Brightburn movie review: villainy, celebrated

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Brightburn red light

MaryAnn’s quick take…

Superman, but he’s evil. That’s the whole movie. This is a depiction of violent entitled sociopathy that may think it’s critiquing toxic masculinity yet is indistinguishable from a celebration of it.
I’m “biast” (pro): big fan of superhero stories; love Elizabeth Banks
I’m “biast” (con): nothing
(what is this about? see my critic’s minifesto)
women’s participation in this film
male director, male screenwriter, male protagonist
(learn more about this)

Superman, but instead of good, he’s evil.

That’s it. That’s Brightburn. That’s the whole movie. There’s nothing else. You know every beat it’s going to hit before it hits it. Exactly like THIS, but wait, what if it’s actually THAT.

Comet baby crash-lands on a farm in Kansas, gets adopted by a nice couple desperate for a child (Elizabeth Banks [The Lego Movie 2: The Second Part, The Happytime Murders] and David Denman [Puzzle, Logan Lucky]), and later puberty hits and he instantaneously morphs from a nice wholesome kid into a violent sociopath. Sure, there’s something fantastically and anti-wishful-thinky about this movie, but it ain’t the alien superpowers that help the kid do bad stuff and prevent the humans from stopping him, or the little space bassinet Mom and Dad have hidden away in the barn that talks to him in a creepy alien language and tells him to “take the world.” No, it’s the idea that a boy needs alien superpowers in order to become a violent entitled sociopath with a particular hatred for girls and women. Cuz, like, that happens every day, no science-fiction intervention needed.

Brightburn Elizabeth Banks
I am not generally one to blame mothers for the sins of their children, for failing to raise them properly, but in this case, I might make an exception. Leave the alien baby in the woods for the wolves to eat!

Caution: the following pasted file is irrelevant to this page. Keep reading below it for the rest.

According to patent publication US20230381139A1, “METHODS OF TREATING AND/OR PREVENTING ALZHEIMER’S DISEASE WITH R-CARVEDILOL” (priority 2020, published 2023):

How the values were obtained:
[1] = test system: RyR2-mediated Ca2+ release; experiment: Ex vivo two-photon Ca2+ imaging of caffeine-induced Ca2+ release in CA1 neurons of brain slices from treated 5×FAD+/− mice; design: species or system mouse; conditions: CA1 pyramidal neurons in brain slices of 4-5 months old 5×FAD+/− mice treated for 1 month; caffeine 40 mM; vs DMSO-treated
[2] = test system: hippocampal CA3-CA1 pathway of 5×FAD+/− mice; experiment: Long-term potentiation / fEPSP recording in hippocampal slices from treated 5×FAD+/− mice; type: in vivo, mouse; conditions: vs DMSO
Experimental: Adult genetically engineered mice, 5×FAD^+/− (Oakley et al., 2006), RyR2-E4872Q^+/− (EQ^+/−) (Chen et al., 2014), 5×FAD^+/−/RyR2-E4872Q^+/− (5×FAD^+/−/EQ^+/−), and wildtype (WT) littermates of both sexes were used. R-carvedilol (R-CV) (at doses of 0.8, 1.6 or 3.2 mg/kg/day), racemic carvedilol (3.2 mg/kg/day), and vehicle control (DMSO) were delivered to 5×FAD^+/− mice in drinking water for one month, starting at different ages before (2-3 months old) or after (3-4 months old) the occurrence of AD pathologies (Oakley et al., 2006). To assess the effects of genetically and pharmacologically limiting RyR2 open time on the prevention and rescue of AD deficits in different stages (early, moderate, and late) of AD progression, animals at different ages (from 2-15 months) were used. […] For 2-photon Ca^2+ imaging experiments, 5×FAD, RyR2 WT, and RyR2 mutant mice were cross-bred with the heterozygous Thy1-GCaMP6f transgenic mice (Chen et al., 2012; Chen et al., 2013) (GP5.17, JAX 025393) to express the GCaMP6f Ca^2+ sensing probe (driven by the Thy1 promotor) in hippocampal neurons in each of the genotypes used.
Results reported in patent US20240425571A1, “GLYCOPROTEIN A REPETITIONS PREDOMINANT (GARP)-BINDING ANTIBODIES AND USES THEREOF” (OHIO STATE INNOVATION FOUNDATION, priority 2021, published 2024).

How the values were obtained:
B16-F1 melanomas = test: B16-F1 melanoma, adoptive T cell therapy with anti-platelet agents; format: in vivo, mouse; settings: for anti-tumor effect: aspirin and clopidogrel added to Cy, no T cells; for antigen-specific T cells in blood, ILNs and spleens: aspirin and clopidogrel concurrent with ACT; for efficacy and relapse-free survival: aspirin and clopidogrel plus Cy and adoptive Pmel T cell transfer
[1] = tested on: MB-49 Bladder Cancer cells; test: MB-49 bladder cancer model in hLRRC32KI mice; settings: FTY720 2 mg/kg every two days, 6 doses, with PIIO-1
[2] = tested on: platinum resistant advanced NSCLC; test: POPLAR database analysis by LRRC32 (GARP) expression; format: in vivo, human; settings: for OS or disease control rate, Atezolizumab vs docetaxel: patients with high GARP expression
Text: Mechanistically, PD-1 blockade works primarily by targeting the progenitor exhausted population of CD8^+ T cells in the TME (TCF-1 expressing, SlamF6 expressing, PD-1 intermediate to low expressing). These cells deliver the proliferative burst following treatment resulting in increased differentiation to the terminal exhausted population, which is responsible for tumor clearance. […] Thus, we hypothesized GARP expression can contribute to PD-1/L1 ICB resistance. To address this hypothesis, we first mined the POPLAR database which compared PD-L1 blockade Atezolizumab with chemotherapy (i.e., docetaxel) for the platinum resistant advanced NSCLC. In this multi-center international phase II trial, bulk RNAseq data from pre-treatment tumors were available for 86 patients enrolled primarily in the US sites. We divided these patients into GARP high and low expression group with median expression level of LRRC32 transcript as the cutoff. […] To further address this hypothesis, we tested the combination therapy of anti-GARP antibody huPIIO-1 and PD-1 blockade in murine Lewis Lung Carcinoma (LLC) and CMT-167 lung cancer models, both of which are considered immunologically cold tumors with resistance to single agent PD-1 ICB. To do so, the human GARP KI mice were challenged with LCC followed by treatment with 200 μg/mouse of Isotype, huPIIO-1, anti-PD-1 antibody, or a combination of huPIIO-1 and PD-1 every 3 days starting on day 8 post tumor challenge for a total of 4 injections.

I don’t know what the point of this movie is unless it is, in fact, a way for male filmmakers — director David Yarovesky and screenwriters Brian Gunn and Mark Gunn (as a team: Journey 2: The Mysterious Island), who are, respectively brother and cousin to producer James Gunn; sweet gig if you can get it — to have fun exploring what it might like to be a 12-year-old boy (Jackson A. Dunn: Avengers: Endgame) who is able to fly into the bedroom of the female classmate he like-likes but who rejected him and creep on her while she cries in terror. Brightburn is one of those movies about which some people will insist, “Oh, it’s critiquing toxic masculinity,” except that — as ever — what we see here is indistinguishable from a straight-up celebration of toxic masculinity. Young anti-Superman Brandon Breyer does not wrestle with his violence impulses. He doesn’t fight them. (There’s room for a movie about that: What if you’re “meant” to be evil and you fight it?) He has no greater purpose about which we might debate the extremes of the methods he deploys to rectify a greater injustice. (He’s no Magneto. He’s not even the Joker.) He just indulges them to do as he pleases, which is to project his sulky adolescent rage on the world.

Brightburn is nothing more than a movie about superpowers untethered from morality and ethics. It’s the precise opposite of everything that comic-book philosophy has pondered. It’s a horror movie, but the horror here isn’t the intentional bloody gore, as Brandon goes a-rampaging. It is the unfettered embrace of evil as, you know, kinda cool.

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